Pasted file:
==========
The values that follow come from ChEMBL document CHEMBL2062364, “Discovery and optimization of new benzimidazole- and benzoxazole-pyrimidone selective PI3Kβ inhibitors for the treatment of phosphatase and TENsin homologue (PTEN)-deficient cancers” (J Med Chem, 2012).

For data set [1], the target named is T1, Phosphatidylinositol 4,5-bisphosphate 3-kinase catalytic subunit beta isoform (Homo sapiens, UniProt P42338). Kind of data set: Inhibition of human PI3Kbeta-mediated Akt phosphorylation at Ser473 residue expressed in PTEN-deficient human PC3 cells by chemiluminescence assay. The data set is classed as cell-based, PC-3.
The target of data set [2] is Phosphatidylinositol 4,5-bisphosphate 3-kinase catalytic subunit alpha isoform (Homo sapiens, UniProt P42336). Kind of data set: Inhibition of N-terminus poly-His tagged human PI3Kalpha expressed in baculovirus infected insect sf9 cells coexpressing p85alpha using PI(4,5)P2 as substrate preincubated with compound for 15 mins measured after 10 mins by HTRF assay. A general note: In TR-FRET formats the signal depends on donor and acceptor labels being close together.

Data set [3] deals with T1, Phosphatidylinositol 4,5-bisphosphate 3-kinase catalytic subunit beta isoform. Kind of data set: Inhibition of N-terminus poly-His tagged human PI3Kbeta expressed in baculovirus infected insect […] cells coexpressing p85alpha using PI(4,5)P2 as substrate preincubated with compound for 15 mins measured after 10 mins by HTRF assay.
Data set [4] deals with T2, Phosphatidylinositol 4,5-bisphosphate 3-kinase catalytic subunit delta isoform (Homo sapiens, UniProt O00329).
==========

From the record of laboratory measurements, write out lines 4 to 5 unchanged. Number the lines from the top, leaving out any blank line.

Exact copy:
Data set [3] deals with T1, Phosphatidylinositol 4,5-bisphosphate 3-kinase catalytic subunit beta isoform. Kind of data set: Inhibition of N-terminus poly-His tagged human PI3Kbeta expressed in baculovirus infected insect […] cells coexpressing p85alpha using PI(4,5)P2 as substrate preincubated with compound for 15 mins measured after 10 mins by HTRF assay.
Data set [4] deals with T2, Phosphatidylinositol 4,5-bisphosphate 3-kinase catalytic subunit delta isoform (Homo sapiens, UniProt O00329).